|Vaccination Liberation - Information|
Study links hepatitis B vaccine to multiple sclerosis
A study by researchers at the Harvard School of Public Health has linked hepatitis B vaccines with multiple sclerosis, with people receiving the vaccination shown to be at three times greater risk of developing MS over the following three years than those not inoculated, the British Medical Journal reports. The study may have particular significance for gay and bisexual men, who are urged to be vaccinated against the sexually transmitted hepatitis A and B viruses. The researchers analyzed the United Kingdom's General Practice Research Database, which contains data on more than 3 million adults, and found 163 cases of MS diagnosed between 1993 and 2001. About 6.7% of the adults with MS had received a hepatitis B vaccination; MS was detected in about 2.4% of patients in a control group that weren't vaccinated against hepatitis B. Previous studies by other researchers had shown either no link between MS and hepatitis B vaccines or a significantly lower risk than discovered by the Harvard team.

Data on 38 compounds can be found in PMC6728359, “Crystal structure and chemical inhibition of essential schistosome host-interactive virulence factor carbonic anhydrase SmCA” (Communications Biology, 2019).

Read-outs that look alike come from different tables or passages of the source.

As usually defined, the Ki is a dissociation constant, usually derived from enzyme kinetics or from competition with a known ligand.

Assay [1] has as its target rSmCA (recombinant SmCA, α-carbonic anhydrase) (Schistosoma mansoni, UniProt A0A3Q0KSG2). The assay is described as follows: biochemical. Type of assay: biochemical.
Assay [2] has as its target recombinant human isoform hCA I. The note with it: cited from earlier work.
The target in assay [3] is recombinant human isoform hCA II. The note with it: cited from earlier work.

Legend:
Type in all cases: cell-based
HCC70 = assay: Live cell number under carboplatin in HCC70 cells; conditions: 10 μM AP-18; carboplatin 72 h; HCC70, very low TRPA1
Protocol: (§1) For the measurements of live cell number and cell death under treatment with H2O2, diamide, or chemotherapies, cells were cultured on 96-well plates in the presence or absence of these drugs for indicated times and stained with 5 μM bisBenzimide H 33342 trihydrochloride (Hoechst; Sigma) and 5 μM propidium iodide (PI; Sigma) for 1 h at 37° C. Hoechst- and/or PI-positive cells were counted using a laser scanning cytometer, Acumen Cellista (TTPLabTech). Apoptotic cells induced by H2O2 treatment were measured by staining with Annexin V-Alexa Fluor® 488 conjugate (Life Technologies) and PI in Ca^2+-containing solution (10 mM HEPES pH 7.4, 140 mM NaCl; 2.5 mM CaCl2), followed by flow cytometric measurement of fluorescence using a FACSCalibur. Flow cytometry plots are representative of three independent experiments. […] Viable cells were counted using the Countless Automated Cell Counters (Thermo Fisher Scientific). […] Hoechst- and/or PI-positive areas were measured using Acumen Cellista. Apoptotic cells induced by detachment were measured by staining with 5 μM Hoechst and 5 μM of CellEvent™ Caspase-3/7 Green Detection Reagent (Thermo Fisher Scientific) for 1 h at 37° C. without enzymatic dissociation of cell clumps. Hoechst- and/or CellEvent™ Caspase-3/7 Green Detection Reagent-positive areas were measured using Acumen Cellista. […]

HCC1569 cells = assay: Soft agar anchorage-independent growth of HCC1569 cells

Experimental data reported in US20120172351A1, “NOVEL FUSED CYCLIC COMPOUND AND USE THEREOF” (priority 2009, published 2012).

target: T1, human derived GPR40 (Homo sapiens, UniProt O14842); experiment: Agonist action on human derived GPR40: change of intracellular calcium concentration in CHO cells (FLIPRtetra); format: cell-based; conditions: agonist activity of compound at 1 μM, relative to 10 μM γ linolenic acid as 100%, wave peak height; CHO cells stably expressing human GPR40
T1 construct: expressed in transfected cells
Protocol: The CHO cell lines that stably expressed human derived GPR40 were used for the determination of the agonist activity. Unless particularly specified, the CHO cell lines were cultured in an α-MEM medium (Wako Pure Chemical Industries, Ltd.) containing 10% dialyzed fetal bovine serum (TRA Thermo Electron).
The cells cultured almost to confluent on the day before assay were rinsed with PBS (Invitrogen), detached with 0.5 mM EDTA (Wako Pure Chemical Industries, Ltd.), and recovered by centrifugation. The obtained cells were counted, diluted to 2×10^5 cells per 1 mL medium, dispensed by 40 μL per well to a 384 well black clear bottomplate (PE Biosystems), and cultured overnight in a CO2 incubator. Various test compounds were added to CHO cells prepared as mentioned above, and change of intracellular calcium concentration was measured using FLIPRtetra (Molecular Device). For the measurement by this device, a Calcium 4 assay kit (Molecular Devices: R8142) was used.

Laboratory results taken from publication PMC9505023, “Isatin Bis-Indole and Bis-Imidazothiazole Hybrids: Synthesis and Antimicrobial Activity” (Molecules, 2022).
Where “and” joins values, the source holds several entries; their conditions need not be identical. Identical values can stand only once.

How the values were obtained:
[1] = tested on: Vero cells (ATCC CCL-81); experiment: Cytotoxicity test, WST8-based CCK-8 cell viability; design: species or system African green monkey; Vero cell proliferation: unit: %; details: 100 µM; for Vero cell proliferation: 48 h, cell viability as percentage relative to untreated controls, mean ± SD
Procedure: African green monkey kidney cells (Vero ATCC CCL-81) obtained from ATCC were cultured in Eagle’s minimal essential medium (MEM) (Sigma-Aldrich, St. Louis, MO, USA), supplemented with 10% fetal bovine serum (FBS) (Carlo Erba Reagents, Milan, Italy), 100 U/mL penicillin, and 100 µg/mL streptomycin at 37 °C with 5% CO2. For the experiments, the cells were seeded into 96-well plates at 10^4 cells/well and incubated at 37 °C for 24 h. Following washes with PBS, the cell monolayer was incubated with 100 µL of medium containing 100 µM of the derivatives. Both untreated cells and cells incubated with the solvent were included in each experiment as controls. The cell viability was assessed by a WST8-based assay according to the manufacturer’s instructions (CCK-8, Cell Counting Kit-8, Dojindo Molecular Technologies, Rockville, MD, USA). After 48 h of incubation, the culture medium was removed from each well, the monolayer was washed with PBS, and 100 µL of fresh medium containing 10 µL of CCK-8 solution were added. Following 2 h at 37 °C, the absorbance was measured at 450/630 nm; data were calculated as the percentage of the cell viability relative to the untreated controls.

The scientists say their findings don't necessarily mean that those at high-risk for hepatitis B infection should avoid vaccination. "Any decision concerning hepatitis B vaccination needs to take into account the large benefits derived from the prevention of a common and potentially lethal infection," the researchers say. A spokesman for the Multiple Sclerosis Society says that the Harvard study's finding could be taken "in the context of other recent research, which has shown no link between the vaccination and MS." The World Health Organization advocates for the inclusion of hepatitis B vaccines in routine childhood immunizations for children in every country. The Gay and Lesbian Medical Association and other gay health groups urge all sexually active gay and bisexual men to be vaccinated for both hepatitis A and B in order to prevent infection by the sexually transmitted diseases. Fewer than half of gay men at risk for hepatitis A and B have received the vaccines, according to the GLMA.